This post is mostly aimed at new(er) knitters (than I). I have no intention of teaching my grandmother to suck eggs.
When I was first looking at the instructions for JSSBO, it took me a while for me to wrap my head around it. I kept repeating her knit stitch instruction to myself: “wrap the [yarn the] opposite direction around the needle from the standard yarnover”.
And then when I was looking for information on yarn-overs in another context (more on which another time), it suddenly clicked into place. There are two different types of yarn-over.
Let’s go back to what a yarn-over is trying to achieve. See this diagram of stockinette (cribbed from www.craftyarncouncil.com)? Ignore what the needles are doing. The bits I’ve filled in in blue are a small continuous section of yarn as it came off the ball. You can see that there is a short horizontal bar between the loops of yarn that form stitches over the needle. The idea of a yarn-over is to create a new stitch out of that bar by lifting it over the needle itself, in between the current stitches.
One way to achieve this is to do what I have always done, which is to just bring the yarn between the two needles to the ‘opposite’ side of the work when you reach the place that you want the new stitch. So, bring the yarn through the needles to the front if the next stitch is a knit stitch or bring the yarn through the needles to the back if the next stitch is a purl stitch. If you’re switching between knitting and purling on the same row, then you may just be able to leave the yarn on the opposite side of the work.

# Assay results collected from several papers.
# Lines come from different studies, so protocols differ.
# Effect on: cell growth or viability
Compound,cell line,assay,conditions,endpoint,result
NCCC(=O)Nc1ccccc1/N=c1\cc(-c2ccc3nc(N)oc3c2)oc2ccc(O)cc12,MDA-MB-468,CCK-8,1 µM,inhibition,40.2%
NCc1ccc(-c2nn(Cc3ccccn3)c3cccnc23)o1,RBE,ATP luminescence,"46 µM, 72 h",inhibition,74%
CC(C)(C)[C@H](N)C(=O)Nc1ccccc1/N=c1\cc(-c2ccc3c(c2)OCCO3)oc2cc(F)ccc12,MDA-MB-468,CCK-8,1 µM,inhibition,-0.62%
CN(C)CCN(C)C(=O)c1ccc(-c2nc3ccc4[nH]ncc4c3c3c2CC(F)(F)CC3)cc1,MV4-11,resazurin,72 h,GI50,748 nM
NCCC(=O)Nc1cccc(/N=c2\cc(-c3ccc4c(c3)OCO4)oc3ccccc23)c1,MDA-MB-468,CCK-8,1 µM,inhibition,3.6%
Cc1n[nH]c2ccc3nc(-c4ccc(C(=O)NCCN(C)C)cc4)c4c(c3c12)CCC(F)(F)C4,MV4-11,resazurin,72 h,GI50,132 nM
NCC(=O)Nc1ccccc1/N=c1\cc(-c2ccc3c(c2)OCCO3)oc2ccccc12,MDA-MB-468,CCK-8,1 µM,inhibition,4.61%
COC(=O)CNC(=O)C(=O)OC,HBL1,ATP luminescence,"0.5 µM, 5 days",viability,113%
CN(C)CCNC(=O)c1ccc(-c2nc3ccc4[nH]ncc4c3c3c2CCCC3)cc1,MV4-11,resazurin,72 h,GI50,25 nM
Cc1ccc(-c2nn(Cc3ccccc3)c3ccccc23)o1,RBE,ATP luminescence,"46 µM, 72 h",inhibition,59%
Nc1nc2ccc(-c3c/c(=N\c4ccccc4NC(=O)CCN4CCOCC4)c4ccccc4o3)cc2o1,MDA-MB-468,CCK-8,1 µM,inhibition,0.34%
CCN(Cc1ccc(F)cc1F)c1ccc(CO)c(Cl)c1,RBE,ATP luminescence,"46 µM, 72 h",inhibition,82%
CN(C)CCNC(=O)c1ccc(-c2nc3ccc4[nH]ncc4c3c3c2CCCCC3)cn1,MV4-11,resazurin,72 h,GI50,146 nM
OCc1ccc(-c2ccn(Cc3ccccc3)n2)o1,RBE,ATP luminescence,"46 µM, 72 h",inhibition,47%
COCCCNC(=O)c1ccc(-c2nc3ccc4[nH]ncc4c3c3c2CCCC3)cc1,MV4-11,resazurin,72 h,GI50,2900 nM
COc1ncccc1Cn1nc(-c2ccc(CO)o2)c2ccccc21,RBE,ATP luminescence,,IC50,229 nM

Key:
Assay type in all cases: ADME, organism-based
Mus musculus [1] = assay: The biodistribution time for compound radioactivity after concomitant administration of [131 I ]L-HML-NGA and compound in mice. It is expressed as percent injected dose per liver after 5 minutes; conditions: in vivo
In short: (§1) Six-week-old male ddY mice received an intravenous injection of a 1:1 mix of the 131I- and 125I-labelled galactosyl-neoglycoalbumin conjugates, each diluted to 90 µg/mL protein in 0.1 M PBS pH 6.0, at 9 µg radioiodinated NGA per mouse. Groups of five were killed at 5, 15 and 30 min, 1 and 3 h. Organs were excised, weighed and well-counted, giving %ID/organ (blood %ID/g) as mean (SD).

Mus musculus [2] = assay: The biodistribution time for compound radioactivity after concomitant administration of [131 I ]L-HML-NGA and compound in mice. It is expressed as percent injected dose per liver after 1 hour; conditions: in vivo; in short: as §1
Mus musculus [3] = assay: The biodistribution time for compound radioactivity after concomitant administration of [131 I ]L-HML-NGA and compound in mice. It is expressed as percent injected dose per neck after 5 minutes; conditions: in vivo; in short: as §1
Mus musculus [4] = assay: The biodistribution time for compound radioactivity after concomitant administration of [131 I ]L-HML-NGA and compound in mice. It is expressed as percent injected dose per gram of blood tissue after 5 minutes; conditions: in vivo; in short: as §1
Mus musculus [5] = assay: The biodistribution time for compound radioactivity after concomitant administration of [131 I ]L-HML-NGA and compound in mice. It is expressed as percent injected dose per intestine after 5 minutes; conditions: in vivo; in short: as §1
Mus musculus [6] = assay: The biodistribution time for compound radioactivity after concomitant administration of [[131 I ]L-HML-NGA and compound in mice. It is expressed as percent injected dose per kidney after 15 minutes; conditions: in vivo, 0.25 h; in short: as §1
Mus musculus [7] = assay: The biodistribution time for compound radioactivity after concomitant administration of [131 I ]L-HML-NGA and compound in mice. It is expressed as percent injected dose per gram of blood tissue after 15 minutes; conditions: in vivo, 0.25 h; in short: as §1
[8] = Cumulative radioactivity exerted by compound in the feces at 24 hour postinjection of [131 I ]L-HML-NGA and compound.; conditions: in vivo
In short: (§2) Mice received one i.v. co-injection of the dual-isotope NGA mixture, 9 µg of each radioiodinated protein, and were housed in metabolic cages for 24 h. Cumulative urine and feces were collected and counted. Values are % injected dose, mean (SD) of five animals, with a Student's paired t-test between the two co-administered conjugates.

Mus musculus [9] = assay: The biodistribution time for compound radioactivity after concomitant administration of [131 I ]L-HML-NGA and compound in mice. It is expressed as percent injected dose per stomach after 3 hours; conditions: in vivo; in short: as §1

This works because when you come to knit (or purl) the next stitch, the yarn has to find its way back to the correct side of the work, so it travels over the needle as you are forming the stitch.
You’ll appreciate that when using this method, Jeny’s instruction doesn’t make much sense.
So what I found is that there’s another technique called a ‘yarn-over’. Instead of letting the yarn travel back over the needle itself, you actively take it there: bring the yarn forward through the needles, but then loop it back over the needle before forming your knit stitch. On the purl side, it would seem that you perform the wrap first (taking your yarn over the needle to the back) but then bring it forward through the needles.
Either method has the same result: forming a new stitch from that horizontal bar. But the method where you actively wrap the yarn over means that you have a looser tension on the next stitch because the knitting doesn’t have to ‘correct’ itself, I presume resulting in a slightly bigger hole.
Clever, eh? I would imagine that one’s considered American and one British or something. It certainly makes sense of the distinction between ‘yarn over’ and ‘yarn forward’. The method that I’ve been using seems to have worked fine for me so far and I’ve no particular intention of fixing what’s not broken – but I do like being able to understand my knitting like this, and understand why certain techniques produce certain results.